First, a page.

Among Urodela, two families are largely represented: Plethodontidae in the new world and Salamandridae in the old world.  Naturalists are able to separate these two families by various morphological anatomical and molecular observations, but had never been able to ascertain as much from the brain's volumetric pattern organization alone.  This became possible in 1997 with the application of the Correspondence Factorial Analysis (CFA) on data matrix-crossing species and neural populations volumes of the Urodela.

CFA can analyze species according to neural population volumes, as well as neural population volumes (according to species) inside a virtual space, which can then be described according to its factorial axes (i.e. all its dimensions).  Factorial maps allow direct comparisons between the position of species and the position of associated brain areas.  Using CFA, in 1995 we discovered that a natural separation -- neurotaxonomy -- exists between Plethodontidae and Salamandridae on the basis of the 16 intratelencephalic volumes areas.  Today, neurotaxonomy seems to be a general signature in all vertebrates.


This illustration presents a factorial map (2D) according to factorial axis (phi1-phi2) of a hyperspace (4D).  It is a plane projection of 5 animals (4 newt species and one salamander subspecies living in France and Europe) as well as the volumes of their intratelencephalic brain's sections, illustrating that all newts are different compared to the salamander.  For the first time (1997) in the history of quantitative neurobiology, it became possible to obtain a distinction between species solely based upon knowledge of the volumetric organization of the rostral brain section.  The name of that discovery, probably a "revolution" in neurosciences, is "neurotaxonomy".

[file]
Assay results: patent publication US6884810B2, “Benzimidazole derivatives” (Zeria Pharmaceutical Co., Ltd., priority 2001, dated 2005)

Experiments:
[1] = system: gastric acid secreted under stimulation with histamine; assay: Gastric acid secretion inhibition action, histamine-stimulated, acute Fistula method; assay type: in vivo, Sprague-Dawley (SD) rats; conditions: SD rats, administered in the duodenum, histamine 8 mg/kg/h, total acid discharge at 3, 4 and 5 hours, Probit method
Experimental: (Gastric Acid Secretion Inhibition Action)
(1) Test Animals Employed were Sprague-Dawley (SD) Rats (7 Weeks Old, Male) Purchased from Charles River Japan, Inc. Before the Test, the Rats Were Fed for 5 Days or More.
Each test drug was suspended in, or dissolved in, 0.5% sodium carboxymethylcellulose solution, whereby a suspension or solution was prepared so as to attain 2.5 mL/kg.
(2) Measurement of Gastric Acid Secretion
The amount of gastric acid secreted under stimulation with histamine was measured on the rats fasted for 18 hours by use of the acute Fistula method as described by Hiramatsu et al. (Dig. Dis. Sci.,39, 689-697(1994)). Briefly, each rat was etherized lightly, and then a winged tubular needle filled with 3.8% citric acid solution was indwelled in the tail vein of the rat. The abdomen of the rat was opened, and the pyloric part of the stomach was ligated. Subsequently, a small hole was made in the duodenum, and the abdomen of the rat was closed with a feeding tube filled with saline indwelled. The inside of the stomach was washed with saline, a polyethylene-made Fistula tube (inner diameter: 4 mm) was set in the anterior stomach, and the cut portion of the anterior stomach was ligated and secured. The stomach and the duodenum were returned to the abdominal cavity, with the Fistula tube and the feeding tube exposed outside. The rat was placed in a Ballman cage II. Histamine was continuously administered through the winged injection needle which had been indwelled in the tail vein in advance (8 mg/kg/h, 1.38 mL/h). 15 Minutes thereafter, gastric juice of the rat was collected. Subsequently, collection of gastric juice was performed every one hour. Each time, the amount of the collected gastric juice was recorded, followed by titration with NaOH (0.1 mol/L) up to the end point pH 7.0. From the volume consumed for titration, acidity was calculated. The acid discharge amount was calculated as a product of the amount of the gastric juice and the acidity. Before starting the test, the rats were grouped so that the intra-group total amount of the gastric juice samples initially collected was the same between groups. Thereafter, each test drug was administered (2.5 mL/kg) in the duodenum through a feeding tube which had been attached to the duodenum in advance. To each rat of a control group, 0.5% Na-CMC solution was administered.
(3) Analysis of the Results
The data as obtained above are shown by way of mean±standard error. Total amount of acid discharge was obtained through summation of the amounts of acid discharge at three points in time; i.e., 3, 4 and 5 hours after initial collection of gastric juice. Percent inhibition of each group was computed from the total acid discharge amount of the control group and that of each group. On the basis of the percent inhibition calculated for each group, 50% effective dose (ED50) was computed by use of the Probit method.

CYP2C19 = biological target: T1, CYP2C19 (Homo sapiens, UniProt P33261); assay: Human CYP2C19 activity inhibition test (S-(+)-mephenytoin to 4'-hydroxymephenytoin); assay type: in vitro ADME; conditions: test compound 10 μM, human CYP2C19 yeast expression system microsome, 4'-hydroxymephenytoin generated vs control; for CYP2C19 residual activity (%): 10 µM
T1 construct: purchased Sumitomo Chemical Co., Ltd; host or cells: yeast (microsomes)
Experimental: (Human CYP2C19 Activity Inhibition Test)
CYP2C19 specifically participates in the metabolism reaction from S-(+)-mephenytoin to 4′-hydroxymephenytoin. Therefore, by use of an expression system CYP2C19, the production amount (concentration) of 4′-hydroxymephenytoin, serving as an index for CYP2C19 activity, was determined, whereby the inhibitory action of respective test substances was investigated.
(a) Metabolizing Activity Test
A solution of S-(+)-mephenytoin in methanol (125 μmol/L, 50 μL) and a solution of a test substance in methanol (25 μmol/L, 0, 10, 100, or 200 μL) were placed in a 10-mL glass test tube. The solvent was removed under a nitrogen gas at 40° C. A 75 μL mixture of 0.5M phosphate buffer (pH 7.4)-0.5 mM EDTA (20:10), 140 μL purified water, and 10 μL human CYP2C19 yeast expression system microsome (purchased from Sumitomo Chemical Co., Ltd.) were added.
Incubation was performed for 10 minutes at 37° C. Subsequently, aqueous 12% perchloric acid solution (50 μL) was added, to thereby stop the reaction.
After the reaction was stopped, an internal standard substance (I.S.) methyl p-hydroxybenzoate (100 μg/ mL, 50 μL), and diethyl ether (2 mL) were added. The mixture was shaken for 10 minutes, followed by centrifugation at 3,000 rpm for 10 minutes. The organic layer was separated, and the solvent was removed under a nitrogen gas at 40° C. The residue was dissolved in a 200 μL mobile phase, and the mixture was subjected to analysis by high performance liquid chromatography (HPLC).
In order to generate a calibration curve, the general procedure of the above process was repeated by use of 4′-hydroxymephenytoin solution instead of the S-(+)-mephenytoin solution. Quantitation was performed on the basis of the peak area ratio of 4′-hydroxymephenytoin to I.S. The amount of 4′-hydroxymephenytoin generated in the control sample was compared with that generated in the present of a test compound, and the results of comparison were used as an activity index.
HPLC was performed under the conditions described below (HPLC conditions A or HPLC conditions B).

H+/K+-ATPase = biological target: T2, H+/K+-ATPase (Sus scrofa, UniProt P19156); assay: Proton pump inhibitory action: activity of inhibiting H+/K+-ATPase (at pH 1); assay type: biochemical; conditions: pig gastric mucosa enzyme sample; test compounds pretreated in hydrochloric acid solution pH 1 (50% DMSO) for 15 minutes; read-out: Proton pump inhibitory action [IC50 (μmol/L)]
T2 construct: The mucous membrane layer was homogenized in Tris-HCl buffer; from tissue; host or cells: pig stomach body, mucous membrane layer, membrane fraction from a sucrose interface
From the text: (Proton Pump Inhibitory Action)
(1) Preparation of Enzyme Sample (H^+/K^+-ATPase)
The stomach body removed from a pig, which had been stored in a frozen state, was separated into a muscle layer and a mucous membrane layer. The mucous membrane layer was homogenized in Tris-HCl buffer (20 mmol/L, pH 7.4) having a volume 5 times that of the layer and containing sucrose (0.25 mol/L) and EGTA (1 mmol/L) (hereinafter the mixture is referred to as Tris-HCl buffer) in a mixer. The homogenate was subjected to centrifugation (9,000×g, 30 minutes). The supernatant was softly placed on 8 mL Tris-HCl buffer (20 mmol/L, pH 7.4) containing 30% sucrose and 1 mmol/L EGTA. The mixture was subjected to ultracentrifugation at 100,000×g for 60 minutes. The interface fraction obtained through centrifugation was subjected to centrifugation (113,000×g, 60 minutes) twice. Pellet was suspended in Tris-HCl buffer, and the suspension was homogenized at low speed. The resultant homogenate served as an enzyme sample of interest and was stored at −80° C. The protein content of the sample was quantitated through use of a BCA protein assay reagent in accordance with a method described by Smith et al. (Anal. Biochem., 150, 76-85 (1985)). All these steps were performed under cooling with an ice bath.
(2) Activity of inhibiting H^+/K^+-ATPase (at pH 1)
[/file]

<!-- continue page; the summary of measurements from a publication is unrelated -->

III. For Further Consideration:

What are some of the probable future consequences associated with Neurotaxonomy?

1) Access to the process of evolution becomes possible by the way of volumetric brain structural organization with a special significance regarding the animal's taxonomic position.

2) Developmental biology (Evo-dev) can use the results of neurotaxonomy to separate genetic and epigenetic factors.

3) Human brain development compared to the brain development of large monkeys shall suggest new processes of human phylogenetic origins.

4) The neurosciences profit from a new framework of reference, which may be utilized for a general interpretation with more precise results.

Various teams of researchers throughout the world (including the U.S., Canada, Great Britain, Australia, et al) are currently studying volumetric variations in brains areas.  It is hoped that our common interests shall drive us toward a closer and more coordinated collaboration. This close collaboration is necessary when recognizing the complex difficulties involved with studying the brain, and is certainly most important in bringing a full success to the neurosciences during the 21st century.


Thireau, M. (1977) - Analyse volumetrique comparee de l'encephale, et en particulier du telencephale, des Amphibiens Urodeles.  Ph.D. (X+230).

Thireau, M., Dore, J.-C. & Viel, C. (1997). - Neurotaxonomie (N. Novum) et representation du genre Triturus au sein des Amphibiens Urodeles, a partir de l'analyse multivariee du volume des structures intratelencepahliques. Bull. Soc. Zool. de France, 122, 4, 393-411.

Thireau, M. & Dore, J.-C. (1998) - An introduction to neurotaxonomy: multidimensional analysis of the volumetric organization of the telencephalon in Amphibia Urodela.  Current studies in Herpetology, Societa Europaea Herpetologica, 425-433.

Thireau, M. & Dore, J.-C. (1999). - Neurotaxonomie. Pas si betes! Mille cerveaux  mille mondes. Museum National d' Histoire Naturelle et Nathan, 22.